Is this sentence an independent clause?
Is this sentence an independent clause?
An independent clause is a complete sentence in itself but may appear together with other clauses in compound or complex sentences. For example, “as soon as you get here” is a clause; it has a subject (you) and a verb (get), but it doesn’t express a complete thought.
How do you identify an independent clause?
Independent Clause Defined
- They have a subject – they tell the reader what the sentence is about.
- They have an action or predicate – they tell the reader what the subject is doing.
- They express a complete thought – something happened or was said.
Which is an example of an independent clause?
An independent clause is the combination of at least one subject and predicate. It expresses a complete thought. For example: The waves crashed onto the sandy shore.
What are 5 examples of compound sentences?
5 Examples of Compound Sentences
- I want to lose weight, yet I eat chocolate daily.
- Michael did not like to read. She was not very good at it.
- Dr. Mark said I could come to his office on Friday or Saturday of next week.
- My favorite sport is skiing. I am vacationing in Hawaii this winter.
What are the 3 types of compound sentences?
Three methods of forming compound sentences There are three ways of joining independent clauses into a compound sentence: with a coordinating conjunction (one of the fanboys); with a semicolon; or. with a semicolon and a transitional expression.
What words make a complex sentence?
Complex sentences are often formed by putting these words at the beginning of the dependent clause: as, as if, before, after, because, though, even though, while, when, whenever, if, during, as soon as, as long as, since, until, unless, where, and wherever.
What are the complex words?
In English grammar and morphology, a complex word is a word made up of two or more morphemes. Contrast with monomorphemic word. A complex word may consist of (1) a base (or root) and one or more affixes (for example, quicker), or (2) more than one root in a compound (for example, blackbird).
What are the 8 coordinating conjunctions?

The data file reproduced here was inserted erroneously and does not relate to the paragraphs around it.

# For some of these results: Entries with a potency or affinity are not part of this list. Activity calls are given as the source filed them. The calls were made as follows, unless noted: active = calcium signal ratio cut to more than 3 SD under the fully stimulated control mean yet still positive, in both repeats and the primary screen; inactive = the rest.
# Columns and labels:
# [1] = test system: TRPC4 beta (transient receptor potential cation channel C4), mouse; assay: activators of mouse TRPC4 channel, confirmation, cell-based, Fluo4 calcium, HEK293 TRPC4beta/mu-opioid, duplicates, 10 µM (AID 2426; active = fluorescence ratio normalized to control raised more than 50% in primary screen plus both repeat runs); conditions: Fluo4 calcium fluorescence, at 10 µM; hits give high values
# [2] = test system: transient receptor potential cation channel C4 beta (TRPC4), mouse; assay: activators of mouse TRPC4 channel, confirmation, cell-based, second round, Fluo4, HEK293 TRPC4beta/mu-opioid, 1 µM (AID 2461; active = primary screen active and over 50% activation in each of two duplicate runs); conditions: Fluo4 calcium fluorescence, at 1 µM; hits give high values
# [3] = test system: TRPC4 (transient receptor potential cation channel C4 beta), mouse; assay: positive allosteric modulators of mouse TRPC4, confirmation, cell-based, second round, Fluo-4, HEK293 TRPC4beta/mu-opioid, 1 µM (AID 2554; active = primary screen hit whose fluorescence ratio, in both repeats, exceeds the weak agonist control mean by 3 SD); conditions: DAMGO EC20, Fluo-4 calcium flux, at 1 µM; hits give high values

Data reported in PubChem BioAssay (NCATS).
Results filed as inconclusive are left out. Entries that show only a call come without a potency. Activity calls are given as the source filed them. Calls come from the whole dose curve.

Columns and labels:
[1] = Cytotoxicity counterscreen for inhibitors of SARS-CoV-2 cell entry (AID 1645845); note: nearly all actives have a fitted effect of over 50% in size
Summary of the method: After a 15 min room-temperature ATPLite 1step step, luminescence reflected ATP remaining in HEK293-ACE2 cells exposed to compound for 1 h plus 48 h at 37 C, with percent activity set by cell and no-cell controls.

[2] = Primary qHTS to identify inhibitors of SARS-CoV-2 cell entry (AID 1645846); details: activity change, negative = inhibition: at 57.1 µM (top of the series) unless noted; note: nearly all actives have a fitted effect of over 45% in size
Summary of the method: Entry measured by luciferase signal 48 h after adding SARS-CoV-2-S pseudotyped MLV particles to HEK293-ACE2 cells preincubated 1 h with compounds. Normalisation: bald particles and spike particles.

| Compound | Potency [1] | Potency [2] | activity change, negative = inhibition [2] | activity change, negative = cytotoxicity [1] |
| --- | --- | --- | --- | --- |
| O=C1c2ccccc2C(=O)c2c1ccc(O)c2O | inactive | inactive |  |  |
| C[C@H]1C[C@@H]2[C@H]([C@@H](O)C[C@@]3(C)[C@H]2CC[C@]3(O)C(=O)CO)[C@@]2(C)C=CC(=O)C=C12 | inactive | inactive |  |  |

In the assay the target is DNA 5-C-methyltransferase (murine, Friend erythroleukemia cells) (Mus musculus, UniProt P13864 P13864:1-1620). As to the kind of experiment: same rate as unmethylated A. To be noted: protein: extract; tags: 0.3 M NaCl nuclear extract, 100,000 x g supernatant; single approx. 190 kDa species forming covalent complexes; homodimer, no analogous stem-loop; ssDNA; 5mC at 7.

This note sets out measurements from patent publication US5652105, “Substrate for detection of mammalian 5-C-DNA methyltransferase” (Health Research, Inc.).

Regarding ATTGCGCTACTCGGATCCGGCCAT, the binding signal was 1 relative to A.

And, but, for, nor, or, so, and yet—these are the seven coordinating conjunctions. To remember all seven, you might want to learn one of these acronyms: FANBOYS, YAFNOBS, or FONYBAS. Coordinating conjunctions connect words, phrases, and clauses.
What are the 5 subordinating conjunctions?
Time, concession, comparison, cause, condition, and place are the types of subordinating conjunctions, categorized by meaning.
What are examples of correlative conjunctions?
Correlative conjunctions include pairs such as “both/and,” “either/or,” “neither/nor,” “not/but” and “not only/but also.” For example: either/or – I want either the cheesecake or the chocolate cake.
What are the 10 examples of conjunctions?
10 Example of Conjunction in a Sentence
- Just as I was watching the football match on TV, electricity went off.
- Though it is raining, they swam in the pool.
- We can meet you wherever you want.
- While I was playing with the children, he came the park.
- Michael has very much money.
What is conjunction example?
Conjunction is a word that joins words, phrases, clauses or sentence. e.g. but, and, yet, or, because, nor, although, since, unless, while, where etc. Examples: She bought a shirt and a book.
What purpose do conjunctions serve in a sentence?
Conjunctions allow you to form complex, elegant sentences and avoid the choppiness of multiple short sentences. Make sure that the phrases joined by conjunctions are parallel (share the same structure).
How do you introduce conjunctions to students?
Have students write down all the words they can think of that are conjunctions. Remove duplicates, give them some example sentences using a different conjunction, and ask for more. You can also add a new conjunction into the sentence and let the kids pick it out. Then create a wall with all the suggestions.
What’s another word for conjunction?
What is another word for conjunction?
What are conjunctions in grammar?
A conjunction is a word that is used to connect words, phrases, and clauses. There are many conjunctions in the English language, but some common ones include and, or, but, because, for, if, and when. There are three basic types of conjunctions: coordinating, subordinating, and correlative.